Let me get this straight: The president’s chief of staff dispatched a former president to talk to an aspiring senator about dropping his primary bid in return for … a spot on some no-name unpaid advisory board? Does that sound remotely plausible? (Surprisingly, lefty sedition expert Joe Klein says no, before quickly adding that it doesn’t matter anyway.) Does that even square with what Sestak’s said in the past about having been offered “a job”?Not only does it not square with Sestak's previous statements, the story makes no sense. Are we to believe that an unpaid position on some advisory board would be incentive enough to induce Sestak to drop out of the primary race? And why would the White House release a statement that doesn't change anything? Prof Jacobson:
The Obama administration memo supposedly vindicating the administration actually should be Exhibit A in a criminal case, because the White House admits to the offer and that it was for the purpose of convincing Sestak to withdraw.I believe the memo is what amounts to a confession that a crime was committed. The relevant section of the law that applies:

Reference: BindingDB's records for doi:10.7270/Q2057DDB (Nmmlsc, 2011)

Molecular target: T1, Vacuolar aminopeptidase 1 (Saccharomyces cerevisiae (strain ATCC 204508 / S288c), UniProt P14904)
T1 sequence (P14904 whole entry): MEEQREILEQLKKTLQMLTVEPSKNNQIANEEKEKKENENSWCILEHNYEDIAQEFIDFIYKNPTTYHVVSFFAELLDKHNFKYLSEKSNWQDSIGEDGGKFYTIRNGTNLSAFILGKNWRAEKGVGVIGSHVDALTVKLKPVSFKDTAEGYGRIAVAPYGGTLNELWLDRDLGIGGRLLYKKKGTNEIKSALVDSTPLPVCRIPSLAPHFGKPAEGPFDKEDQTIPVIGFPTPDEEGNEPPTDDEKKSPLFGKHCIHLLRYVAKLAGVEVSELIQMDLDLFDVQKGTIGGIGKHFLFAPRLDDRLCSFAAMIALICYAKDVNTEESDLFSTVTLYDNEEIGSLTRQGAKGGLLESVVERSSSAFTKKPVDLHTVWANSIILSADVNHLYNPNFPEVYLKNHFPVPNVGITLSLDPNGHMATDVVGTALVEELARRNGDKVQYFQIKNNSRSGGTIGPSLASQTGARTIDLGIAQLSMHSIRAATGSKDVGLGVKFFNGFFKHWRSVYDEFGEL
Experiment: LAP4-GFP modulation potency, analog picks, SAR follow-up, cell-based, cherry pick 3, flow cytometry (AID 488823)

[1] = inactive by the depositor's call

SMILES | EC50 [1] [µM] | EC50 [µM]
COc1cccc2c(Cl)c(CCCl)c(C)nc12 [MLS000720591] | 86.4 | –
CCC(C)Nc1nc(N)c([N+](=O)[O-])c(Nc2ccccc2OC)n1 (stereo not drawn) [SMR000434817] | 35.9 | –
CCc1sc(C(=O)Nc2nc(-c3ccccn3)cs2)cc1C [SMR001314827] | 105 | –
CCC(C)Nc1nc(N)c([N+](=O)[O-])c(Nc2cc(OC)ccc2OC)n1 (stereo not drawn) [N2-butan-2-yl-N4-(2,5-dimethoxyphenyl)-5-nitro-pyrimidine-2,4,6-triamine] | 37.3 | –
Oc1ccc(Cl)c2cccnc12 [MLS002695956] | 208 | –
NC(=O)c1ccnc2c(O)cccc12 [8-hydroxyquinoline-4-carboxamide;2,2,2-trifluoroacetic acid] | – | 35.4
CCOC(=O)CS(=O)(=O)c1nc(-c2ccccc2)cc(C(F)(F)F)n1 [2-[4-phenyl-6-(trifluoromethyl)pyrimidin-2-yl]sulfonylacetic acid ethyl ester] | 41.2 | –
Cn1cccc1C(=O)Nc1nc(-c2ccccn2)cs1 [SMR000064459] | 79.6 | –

Whoever, directly or indirectly, promises any employment, position, compensation, contract, appointment, or other benefit, provided for or made possible in whole or in part by any Act of Congress, or any special consideration in obtaining any such benefit, to any person as consideration, favor, or reward for any political activity or for the support of or opposition to any candidate or any political party in connection with any general or special election to any political office, or in connection with any primary election or political convention or caucus held to select candidates for any political office, shall be fined under this title or imprisoned not more than one year, or both.The White House "explanation" doesn't pass the smell test. In fact, it stinks. Rather than shrink the story, they expanded it. Stupid.